The Pathway to Participation

21 Mar

The best advertising these days usually involves some form of consumer participation. Unfortunately so does the worst and it’s giving participation a bad name. Case in point – Bodyform are on Facebook and they want your “whoah” voice, and Amoy are actually asking consumers to “Asianate” themselves. Holy crap. This stuff literally brings tears to my eyes.

So how should we invite consumers to participate with our brands? Here are six ways I’ve been thinking about (there are of course more)…

#1 Build momentum behind what consumers already do online

Uniqlooks invites consumers to upload pictures of their look, and each week the site awards a look of the week, as voted for by the community of course. Outfit sharing is nothing new to social media, but Uniqlo were smart enough to build momentum behind what fashion-forward people are already doing.

#2 Build momentum behind what consumers already do in the real-world

Lurpak’s Bake Club is a useful website which allows foodies to start their very own bake club. This is something us Brits like doing anyway – Lurpak just made it a whole lot easier.

#3 Leverage passion points

Walkers “Do us a flavour” challenged consumers to invent the next crisp flavour. More than one million people took part in the competition, with the flavour eventually picking up 232,336 votes. The campaign captured the nation’s imagination, because everyone in the UK has a passionate opinion on what makes a great crisp flavour.

#4 Be entertaining

If you’re entertaining enough, then people will actually want to participate with you. Heck they might even tell their friends about it. Whopper Sacrifice is one of  my favourite campaigns. The idea – delete 10 of your friends from Facebook and get a free Whopper. I got burned.

#5 Make it easy for people to participate

Okay so it’s an obvious thing to say, but many brands seem to get this bit wrong. Porsche achieved the fastest 1,000,000 Facebook fans in automotive history by designing a new Porsche 911 with their fans’ names on it. All they had to do was “like” the page. Painfully simple.

#6 Make it rewarding

Again this is pretty obvious, but if you want people to spend time with your brand, then there better be something in it for them! Heinz Ketchup recently rewarded their Ketchup community on Facebook with first access to a very tasty Limited Edition Balsamic Ketchup before it hit the shelves. Fans are posting on the wall about how much they love it, and even uploading pictures of their bottles for all their friends to see. Ketchup lovers got something valuable they couldn’t get anywhere else, and Heinz got a whole lot of positive buzz and a load more fans.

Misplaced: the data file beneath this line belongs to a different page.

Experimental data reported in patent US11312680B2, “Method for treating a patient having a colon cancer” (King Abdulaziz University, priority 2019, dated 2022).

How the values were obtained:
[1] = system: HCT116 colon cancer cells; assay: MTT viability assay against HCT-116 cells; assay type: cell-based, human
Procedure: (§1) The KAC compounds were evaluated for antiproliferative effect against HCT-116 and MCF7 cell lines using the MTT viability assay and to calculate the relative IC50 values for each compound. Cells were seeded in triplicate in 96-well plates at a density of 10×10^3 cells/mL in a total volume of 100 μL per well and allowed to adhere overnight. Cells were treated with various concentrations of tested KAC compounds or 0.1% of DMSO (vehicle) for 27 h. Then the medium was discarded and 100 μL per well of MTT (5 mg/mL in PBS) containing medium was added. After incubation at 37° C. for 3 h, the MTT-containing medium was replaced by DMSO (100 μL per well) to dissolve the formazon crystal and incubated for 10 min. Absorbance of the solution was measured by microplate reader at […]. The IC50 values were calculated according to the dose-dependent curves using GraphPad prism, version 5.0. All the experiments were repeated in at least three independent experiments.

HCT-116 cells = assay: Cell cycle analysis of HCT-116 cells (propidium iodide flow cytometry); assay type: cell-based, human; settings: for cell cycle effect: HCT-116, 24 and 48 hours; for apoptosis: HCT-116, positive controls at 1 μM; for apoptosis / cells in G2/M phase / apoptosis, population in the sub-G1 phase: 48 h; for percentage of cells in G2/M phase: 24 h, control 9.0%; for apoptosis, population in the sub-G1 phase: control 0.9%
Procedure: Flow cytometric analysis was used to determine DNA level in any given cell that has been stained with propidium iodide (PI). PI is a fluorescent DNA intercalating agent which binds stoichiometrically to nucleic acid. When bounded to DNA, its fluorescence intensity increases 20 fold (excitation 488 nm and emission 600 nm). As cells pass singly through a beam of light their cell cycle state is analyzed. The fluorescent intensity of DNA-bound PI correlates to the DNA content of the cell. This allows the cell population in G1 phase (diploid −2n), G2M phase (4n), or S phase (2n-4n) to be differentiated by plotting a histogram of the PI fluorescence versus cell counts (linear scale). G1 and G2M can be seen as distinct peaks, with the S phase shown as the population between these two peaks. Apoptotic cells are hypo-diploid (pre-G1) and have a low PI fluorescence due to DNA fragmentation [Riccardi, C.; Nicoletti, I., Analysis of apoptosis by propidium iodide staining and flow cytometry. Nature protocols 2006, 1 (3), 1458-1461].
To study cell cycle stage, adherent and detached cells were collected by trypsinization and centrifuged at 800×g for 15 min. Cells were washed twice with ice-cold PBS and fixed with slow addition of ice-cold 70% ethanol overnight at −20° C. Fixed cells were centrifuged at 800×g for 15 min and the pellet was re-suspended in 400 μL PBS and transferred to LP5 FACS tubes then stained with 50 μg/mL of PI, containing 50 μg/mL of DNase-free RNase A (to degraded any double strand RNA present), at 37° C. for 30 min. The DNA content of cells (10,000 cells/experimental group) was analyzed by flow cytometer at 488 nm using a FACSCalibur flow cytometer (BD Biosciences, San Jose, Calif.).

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2 Responses to “The Pathway to Participation”

  1. scot d March 25, 2011 at 3:19 pm #

    Cool post, thanks for doing it.

    The examples are mainly about bursts of advertising activity, excepting, say Uniqlooks and Bake Club.

    Where do you stand on the duration of interaction – do you brands should gear up for bursts of engagement, and let the brand fans keep the conversation going in between? Or do you think there needs to be sustained engagement, more of a magazine-readership model?

    Also, do you think competitions are a necessary evil, but possibly attract people who mainly like competitions, and repel people who lose (the majority)? Or is it best to try and reward everyone – strikes me that Bake Club does this, as do apps like Nike run etc.

  2. Ewarwoowar May 17, 2011 at 11:47 pm #

    This makes me happy

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